Bionic Ankle Works Better Than The Real Thing

Prosthetic emulates nature to restore natural gait, balance, and speed.

Hugh Herr, an Associate Professor of Media Arts and Sciences at MIT, has been designing prosthetic legs for more than 20 years, the latest of which is a bionic ankle that outperforms conventional technology in almost every way. The customizable prosthesis not only lowers joint stress and the time it takes to acclimatize, but also restores natural gait, balance, and speed.

Battery-powered “bionic propulsion,” two microprocessors and six environmental sensors work together to adjust ankle stiffness, power, position, and damping thousands of times per second. This system operates at two key points during a person’s stride; once when the heel strikes the ground, controlling the ankle’s stiffness to absorb shock and thrust the tibia forward, and then again when power is needed to propel a wearer up and forward.

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Herr, who lost both legs after a climbing accident in the 80s, explains how the difference between a conventional prosthetic, and a bionic one, is like night and day.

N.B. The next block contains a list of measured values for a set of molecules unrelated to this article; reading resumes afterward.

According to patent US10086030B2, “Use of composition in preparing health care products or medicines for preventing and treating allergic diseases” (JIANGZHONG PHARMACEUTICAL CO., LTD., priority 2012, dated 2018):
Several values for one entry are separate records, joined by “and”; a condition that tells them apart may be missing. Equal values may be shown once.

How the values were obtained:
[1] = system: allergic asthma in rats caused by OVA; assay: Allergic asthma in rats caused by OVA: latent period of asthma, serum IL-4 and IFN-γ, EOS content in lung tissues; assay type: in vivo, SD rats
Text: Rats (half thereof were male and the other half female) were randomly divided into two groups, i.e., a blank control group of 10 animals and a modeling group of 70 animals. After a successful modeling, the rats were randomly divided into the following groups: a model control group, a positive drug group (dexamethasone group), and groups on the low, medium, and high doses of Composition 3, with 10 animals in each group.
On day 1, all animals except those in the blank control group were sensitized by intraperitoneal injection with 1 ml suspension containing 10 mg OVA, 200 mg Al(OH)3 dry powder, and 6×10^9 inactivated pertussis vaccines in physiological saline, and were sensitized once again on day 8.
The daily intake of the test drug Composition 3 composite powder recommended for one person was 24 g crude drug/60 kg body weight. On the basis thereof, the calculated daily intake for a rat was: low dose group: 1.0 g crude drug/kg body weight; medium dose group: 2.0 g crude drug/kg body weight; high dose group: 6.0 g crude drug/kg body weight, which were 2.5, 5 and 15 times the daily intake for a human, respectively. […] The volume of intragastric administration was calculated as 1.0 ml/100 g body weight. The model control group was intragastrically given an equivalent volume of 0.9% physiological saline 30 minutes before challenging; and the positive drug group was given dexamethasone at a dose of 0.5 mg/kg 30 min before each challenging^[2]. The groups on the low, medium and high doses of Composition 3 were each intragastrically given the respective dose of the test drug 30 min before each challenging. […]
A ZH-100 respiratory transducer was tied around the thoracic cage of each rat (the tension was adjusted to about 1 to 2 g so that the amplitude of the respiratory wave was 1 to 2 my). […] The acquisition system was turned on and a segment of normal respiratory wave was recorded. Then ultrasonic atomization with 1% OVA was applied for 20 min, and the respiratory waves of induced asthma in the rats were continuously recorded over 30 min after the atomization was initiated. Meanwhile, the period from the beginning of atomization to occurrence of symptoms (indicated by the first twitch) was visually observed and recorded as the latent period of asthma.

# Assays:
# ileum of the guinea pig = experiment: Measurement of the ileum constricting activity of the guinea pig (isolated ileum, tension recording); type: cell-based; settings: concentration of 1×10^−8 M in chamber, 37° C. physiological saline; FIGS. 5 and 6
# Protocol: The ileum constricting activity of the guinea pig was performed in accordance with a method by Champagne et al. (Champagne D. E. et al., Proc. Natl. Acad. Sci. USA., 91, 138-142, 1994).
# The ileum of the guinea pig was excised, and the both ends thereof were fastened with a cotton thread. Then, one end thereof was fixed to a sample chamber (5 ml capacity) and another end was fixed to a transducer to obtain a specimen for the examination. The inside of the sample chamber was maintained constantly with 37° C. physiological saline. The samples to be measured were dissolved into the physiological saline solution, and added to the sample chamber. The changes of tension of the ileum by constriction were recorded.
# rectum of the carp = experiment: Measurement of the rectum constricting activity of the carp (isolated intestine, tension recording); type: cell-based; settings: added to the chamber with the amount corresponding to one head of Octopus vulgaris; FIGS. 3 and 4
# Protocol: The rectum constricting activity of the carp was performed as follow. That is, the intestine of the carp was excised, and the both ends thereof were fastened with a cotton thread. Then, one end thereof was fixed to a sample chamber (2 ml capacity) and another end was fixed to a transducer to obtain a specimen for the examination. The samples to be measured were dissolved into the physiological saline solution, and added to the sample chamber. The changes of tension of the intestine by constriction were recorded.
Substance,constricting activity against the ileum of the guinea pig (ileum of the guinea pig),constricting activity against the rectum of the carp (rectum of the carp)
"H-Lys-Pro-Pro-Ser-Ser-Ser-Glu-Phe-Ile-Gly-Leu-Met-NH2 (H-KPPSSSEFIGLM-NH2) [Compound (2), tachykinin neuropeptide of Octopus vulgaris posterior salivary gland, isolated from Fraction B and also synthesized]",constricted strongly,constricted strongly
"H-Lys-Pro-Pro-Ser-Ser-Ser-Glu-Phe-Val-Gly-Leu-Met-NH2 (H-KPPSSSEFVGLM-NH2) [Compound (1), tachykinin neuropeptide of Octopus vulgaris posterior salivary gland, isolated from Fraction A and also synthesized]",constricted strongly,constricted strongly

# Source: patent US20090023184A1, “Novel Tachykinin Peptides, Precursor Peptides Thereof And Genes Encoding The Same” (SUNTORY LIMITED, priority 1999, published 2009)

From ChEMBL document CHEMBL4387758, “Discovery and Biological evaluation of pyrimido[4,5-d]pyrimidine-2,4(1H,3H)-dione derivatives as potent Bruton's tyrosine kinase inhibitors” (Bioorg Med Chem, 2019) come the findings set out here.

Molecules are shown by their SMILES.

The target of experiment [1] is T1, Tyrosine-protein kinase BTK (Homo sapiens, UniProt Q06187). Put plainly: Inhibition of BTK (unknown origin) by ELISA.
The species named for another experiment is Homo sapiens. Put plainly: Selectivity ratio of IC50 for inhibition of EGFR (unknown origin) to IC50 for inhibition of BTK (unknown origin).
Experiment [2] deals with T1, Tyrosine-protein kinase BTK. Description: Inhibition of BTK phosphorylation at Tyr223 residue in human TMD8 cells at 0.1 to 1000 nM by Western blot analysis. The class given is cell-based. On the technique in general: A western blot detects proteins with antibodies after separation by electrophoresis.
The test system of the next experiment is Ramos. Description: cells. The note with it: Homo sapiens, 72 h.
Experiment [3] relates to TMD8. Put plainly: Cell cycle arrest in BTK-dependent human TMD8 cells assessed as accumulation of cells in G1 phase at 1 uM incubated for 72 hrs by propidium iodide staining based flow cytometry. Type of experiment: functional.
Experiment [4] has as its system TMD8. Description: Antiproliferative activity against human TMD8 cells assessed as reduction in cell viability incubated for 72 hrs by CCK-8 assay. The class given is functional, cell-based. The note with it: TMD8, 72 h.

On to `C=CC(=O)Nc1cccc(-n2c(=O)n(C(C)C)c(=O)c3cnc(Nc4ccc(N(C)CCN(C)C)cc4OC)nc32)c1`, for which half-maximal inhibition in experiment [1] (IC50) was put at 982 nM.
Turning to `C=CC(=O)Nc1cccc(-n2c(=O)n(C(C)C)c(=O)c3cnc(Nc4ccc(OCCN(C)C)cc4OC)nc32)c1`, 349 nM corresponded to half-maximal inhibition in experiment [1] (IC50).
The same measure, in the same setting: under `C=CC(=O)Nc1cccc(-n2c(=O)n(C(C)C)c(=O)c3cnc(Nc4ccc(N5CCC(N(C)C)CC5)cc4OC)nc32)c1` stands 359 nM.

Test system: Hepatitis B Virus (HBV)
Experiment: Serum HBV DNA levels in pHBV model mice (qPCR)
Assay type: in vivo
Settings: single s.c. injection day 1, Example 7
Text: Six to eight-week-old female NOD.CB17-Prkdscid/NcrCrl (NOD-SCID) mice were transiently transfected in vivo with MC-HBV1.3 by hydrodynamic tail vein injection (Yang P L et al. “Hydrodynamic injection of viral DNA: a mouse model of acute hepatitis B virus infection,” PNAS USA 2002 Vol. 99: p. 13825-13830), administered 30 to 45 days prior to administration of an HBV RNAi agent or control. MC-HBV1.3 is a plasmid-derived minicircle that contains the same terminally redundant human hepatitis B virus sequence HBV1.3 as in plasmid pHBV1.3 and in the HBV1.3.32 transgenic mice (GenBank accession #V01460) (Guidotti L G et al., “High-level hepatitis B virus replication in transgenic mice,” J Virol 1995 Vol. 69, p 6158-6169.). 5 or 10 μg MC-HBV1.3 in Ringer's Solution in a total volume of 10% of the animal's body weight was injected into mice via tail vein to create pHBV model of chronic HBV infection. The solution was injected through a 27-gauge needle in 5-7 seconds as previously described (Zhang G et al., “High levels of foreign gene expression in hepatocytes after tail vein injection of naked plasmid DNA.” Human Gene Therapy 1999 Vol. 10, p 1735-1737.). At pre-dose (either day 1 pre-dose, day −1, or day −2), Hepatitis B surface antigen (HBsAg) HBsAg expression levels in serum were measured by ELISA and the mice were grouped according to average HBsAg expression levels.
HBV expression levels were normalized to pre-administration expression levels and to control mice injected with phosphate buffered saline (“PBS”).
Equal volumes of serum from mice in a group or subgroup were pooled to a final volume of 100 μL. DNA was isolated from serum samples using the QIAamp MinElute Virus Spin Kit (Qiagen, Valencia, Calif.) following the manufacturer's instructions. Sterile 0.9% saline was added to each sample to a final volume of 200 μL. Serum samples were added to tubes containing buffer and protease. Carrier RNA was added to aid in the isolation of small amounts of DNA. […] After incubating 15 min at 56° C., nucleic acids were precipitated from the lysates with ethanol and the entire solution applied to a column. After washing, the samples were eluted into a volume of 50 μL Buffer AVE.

“It was as profound as when you’re walking through the airport and you hit the moving walkway. When you get off and return to normal walking, you’re like, ‘Walking is really strenuous and slow,’” he says. “That’s what it was like going from our powered system to passive conventional systems. So I knew there was magic there clinically.”

So far, Herr and his startup BiOM have given more than 900 patients worldwide, including some 400 war veterans, access to the bionic body part. Even though the current design has undergone more than 20 iterations, and been funded by roughly $50 million of venture capital and grants, Herr still has more in store for the world of bionic limbs.

“The bionic design approach is grounded in biological science that seeks to fundamentally understand how our bodies and brains work, and translates that knowledge into technology that reflects those principles, leading to a world where technology, because it is so innately human, essentially vanishes.”

BiOM

[h/t] MIT News

Images: Bryce Vickmark

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